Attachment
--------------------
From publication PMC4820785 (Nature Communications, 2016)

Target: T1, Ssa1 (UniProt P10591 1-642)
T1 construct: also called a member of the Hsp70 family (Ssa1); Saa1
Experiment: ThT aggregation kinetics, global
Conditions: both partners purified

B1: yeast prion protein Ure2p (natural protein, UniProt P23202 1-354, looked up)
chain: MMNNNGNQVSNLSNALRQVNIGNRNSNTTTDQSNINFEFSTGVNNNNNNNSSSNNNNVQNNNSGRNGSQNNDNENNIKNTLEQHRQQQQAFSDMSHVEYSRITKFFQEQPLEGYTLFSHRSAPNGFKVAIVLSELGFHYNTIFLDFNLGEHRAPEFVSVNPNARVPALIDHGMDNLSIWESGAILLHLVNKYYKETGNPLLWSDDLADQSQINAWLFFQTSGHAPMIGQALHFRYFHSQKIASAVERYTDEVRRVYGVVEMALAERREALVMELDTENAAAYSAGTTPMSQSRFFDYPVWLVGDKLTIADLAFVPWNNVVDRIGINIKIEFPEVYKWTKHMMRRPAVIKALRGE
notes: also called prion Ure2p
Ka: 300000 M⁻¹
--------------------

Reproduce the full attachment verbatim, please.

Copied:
From publication PMC4820785 (Nature Communications, 2016)

Target: T1, Ssa1 (UniProt P10591 1-642)
T1 construct: also called a member of the Hsp70 family (Ssa1); Saa1
Experiment: ThT aggregation kinetics, global
Conditions: both partners purified

B1: yeast prion protein Ure2p (natural protein, UniProt P23202 1-354, looked up)
chain: MMNNNGNQVSNLSNALRQVNIGNRNSNTTTDQSNINFEFSTGVNNNNNNNSSSNNNNVQNNNSGRNGSQNNDNENNIKNTLEQHRQQQQAFSDMSHVEYSRITKFFQEQPLEGYTLFSHRSAPNGFKVAIVLSELGFHYNTIFLDFNLGEHRAPEFVSVNPNARVPALIDHGMDNLSIWESGAILLHLVNKYYKETGNPLLWSDDLADQSQINAWLFFQTSGHAPMIGQALHFRYFHSQKIASAVERYTDEVRRVYGVVEMALAERREALVMELDTENAAAYSAGTTPMSQSRFFDYPVWLVGDKLTIADLAFVPWNNVVDRIGINIKIEFPEVYKWTKHMMRRPAVIKALRGE
notes: also called prion Ure2p
Ka: 300000 M⁻¹